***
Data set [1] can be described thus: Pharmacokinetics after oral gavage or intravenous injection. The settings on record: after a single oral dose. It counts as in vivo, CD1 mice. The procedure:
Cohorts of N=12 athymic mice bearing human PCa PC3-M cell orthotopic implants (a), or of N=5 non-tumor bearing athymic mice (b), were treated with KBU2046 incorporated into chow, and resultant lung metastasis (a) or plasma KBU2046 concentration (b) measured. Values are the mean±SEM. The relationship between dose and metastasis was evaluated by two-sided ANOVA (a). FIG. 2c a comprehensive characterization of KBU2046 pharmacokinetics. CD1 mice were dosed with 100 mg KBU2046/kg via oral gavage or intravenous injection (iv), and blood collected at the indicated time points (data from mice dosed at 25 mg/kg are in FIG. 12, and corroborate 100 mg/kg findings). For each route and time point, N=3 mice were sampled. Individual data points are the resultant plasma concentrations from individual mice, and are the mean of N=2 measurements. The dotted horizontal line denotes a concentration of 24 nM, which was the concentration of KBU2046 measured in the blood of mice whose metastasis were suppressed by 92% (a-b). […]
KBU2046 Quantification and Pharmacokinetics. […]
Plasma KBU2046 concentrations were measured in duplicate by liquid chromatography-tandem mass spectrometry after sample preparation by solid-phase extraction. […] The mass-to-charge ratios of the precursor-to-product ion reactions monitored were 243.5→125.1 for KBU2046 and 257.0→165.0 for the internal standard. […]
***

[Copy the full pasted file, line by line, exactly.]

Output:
Data set [1] can be described thus: Pharmacokinetics after oral gavage or intravenous injection. The settings on record: after a single oral dose. It counts as in vivo, CD1 mice. The procedure:
Cohorts of N=12 athymic mice bearing human PCa PC3-M cell orthotopic implants (a), or of N=5 non-tumor bearing athymic mice (b), were treated with KBU2046 incorporated into chow, and resultant lung metastasis (a) or plasma KBU2046 concentration (b) measured. Values are the mean±SEM. The relationship between dose and metastasis was evaluated by two-sided ANOVA (a). FIG. 2c a comprehensive characterization of KBU2046 pharmacokinetics. CD1 mice were dosed with 100 mg KBU2046/kg via oral gavage or intravenous injection (iv), and blood collected at the indicated time points (data from mice dosed at 25 mg/kg are in FIG. 12, and corroborate 100 mg/kg findings). For each route and time point, N=3 mice were sampled. Individual data points are the resultant plasma concentrations from individual mice, and are the mean of N=2 measurements. The dotted horizontal line denotes a concentration of 24 nM, which was the concentration of KBU2046 measured in the blood of mice whose metastasis were suppressed by 92% (a-b). […]
KBU2046 Quantification and Pharmacokinetics. […]
Plasma KBU2046 concentrations were measured in duplicate by liquid chromatography-tandem mass spectrometry after sample preparation by solid-phase extraction. […] The mass-to-charge ratios of the precursor-to-product ion reactions monitored were 243.5→125.1 for KBU2046 and 257.0→165.0 for the internal standard. […]